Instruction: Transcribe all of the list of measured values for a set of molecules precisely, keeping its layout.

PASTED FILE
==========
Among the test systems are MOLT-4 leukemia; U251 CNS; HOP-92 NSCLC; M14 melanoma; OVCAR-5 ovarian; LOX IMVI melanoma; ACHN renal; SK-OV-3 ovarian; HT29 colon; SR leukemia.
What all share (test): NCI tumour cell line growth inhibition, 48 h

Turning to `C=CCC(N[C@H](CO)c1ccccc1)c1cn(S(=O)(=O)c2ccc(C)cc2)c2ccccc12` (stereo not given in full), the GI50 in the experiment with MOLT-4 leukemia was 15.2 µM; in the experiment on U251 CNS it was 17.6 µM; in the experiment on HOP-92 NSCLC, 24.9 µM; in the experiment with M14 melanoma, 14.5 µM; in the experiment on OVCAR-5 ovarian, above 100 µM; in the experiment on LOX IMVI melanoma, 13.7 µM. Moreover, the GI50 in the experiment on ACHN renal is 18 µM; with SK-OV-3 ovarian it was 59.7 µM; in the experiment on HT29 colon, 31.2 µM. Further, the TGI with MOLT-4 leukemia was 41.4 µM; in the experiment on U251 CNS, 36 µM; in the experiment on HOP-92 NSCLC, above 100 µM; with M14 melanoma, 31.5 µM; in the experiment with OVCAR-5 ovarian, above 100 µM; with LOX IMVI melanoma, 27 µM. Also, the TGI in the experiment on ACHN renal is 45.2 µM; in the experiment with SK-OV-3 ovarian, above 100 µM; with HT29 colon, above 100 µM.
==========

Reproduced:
Among the test systems are MOLT-4 leukemia; U251 CNS; HOP-92 NSCLC; M14 melanoma; OVCAR-5 ovarian; LOX IMVI melanoma; ACHN renal; SK-OV-3 ovarian; HT29 colon; SR leukemia.
What all share (test): NCI tumour cell line growth inhibition, 48 h

Turning to `C=CCC(N[C@H](CO)c1ccccc1)c1cn(S(=O)(=O)c2ccc(C)cc2)c2ccccc12` (stereo not given in full), the GI50 in the experiment with MOLT-4 leukemia was 15.2 µM; in the experiment on U251 CNS it was 17.6 µM; in the experiment on HOP-92 NSCLC, 24.9 µM; in the experiment with M14 melanoma, 14.5 µM; in the experiment on OVCAR-5 ovarian, above 100 µM; in the experiment on LOX IMVI melanoma, 13.7 µM. Moreover, the GI50 in the experiment on ACHN renal is 18 µM; with SK-OV-3 ovarian it was 59.7 µM; in the experiment on HT29 colon, 31.2 µM. Further, the TGI with MOLT-4 leukemia was 41.4 µM; in the experiment on U251 CNS, 36 µM; in the experiment on HOP-92 NSCLC, above 100 µM; with M14 melanoma, 31.5 µM; in the experiment with OVCAR-5 ovarian, above 100 µM; with LOX IMVI melanoma, 27 µM. Also, the TGI in the experiment on ACHN renal is 45.2 µM; in the experiment with SK-OV-3 ovarian, above 100 µM; with HT29 colon, above 100 µM.